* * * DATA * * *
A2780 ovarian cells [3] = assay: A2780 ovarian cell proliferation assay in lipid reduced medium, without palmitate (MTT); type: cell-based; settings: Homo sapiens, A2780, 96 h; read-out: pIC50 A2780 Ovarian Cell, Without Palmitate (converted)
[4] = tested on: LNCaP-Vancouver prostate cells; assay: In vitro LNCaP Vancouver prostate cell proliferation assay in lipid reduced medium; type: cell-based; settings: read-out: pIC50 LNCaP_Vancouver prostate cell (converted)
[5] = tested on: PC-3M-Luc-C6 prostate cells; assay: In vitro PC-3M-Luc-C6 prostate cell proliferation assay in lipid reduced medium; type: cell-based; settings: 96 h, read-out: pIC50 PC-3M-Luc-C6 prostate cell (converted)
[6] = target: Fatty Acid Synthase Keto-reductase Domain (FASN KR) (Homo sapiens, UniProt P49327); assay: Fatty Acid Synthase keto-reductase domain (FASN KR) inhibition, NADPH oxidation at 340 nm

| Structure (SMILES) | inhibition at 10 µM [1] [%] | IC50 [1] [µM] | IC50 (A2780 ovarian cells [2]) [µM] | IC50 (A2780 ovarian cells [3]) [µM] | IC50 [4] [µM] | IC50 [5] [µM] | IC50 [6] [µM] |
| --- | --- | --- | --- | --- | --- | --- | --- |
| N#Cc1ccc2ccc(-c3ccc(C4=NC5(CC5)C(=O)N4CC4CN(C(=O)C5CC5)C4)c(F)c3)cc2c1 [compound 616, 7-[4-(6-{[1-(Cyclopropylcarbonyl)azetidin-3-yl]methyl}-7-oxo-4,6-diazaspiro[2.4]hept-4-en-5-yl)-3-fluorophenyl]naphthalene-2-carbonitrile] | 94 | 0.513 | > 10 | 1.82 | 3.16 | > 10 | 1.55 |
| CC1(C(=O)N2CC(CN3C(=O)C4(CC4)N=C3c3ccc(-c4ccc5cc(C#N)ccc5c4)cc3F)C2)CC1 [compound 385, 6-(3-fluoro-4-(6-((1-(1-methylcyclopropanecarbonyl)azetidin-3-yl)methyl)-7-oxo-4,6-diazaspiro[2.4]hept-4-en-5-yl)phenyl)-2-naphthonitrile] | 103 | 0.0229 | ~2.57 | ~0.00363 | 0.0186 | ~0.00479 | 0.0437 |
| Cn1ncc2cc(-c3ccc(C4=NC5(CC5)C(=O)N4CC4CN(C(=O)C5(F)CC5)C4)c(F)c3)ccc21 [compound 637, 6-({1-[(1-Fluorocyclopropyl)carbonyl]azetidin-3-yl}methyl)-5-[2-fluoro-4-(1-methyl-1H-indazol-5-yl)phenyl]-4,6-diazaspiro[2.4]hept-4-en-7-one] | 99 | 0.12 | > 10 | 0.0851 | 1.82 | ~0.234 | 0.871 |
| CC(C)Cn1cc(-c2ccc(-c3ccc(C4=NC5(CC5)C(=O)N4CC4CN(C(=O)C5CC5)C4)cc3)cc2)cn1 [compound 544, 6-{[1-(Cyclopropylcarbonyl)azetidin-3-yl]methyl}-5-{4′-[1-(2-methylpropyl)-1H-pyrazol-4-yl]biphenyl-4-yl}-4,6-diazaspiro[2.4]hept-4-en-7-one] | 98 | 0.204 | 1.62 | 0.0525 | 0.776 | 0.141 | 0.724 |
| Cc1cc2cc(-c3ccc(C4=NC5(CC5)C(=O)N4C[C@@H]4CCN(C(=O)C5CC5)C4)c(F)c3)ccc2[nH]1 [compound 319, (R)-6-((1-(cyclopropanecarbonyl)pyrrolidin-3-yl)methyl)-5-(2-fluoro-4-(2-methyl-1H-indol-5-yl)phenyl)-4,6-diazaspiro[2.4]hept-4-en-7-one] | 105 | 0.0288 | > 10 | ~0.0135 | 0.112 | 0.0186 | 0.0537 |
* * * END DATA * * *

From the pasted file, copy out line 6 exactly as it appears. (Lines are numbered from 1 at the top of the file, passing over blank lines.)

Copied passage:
| --- | --- | --- | --- | --- | --- | --- | --- |